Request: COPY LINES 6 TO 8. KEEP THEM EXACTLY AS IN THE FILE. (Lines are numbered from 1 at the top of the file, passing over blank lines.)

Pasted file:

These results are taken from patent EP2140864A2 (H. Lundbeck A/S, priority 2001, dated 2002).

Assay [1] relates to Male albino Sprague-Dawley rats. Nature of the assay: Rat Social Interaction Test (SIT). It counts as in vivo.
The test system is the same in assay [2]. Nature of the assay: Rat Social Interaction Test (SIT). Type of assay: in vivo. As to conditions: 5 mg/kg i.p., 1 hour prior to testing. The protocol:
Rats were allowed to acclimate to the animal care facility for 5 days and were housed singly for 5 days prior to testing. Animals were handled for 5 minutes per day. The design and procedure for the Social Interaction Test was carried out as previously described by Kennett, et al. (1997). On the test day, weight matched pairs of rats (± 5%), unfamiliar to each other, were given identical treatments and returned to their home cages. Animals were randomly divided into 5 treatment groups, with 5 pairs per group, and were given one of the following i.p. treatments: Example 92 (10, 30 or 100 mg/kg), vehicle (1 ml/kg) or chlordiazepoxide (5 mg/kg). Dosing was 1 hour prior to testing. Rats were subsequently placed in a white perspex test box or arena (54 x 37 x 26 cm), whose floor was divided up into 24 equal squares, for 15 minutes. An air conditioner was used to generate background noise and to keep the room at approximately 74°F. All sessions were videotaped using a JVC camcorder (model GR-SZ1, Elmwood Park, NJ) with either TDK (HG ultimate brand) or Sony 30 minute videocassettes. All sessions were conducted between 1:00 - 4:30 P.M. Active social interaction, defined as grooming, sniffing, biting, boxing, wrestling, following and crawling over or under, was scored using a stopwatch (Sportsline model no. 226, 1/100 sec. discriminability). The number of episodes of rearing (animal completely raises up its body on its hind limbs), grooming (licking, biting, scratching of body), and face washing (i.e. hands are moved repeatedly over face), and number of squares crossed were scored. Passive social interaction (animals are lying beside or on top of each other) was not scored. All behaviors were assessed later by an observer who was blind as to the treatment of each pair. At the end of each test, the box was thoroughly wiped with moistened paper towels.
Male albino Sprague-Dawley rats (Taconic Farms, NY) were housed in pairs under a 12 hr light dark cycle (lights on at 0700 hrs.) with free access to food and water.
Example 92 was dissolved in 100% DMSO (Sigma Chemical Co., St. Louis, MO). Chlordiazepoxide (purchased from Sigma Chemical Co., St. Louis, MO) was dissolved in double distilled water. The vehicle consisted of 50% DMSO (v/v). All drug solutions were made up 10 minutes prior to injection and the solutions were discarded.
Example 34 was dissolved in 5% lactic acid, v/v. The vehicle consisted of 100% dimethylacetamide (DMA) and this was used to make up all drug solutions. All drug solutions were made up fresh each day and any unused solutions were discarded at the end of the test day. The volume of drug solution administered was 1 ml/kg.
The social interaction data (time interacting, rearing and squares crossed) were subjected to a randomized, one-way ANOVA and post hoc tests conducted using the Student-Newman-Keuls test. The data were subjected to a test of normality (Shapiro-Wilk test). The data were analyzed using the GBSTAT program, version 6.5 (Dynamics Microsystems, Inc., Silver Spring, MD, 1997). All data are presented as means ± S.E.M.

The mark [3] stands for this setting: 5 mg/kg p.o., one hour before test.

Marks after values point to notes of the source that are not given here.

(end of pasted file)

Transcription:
Example 92 was dissolved in 100% DMSO (Sigma Chemical Co., St. Louis, MO). Chlordiazepoxide (purchased from Sigma Chemical Co., St. Louis, MO) was dissolved in double distilled water. The vehicle consisted of 50% DMSO (v/v). All drug solutions were made up 10 minutes prior to injection and the solutions were discarded.
Example 34 was dissolved in 5% lactic acid, v/v. The vehicle consisted of 100% dimethylacetamide (DMA) and this was used to make up all drug solutions. All drug solutions were made up fresh each day and any unused solutions were discarded at the end of the test day. The volume of drug solution administered was 1 ml/kg.
The social interaction data (time interacting, rearing and squares crossed) were subjected to a randomized, one-way ANOVA and post hoc tests conducted using the Student-Newman-Keuls test. The data were subjected to a test of normality (Shapiro-Wilk test). The data were analyzed using the GBSTAT program, version 6.5 (Dynamics Microsystems, Inc., Silver Spring, MD, 1997). All data are presented as means ± S.E.M.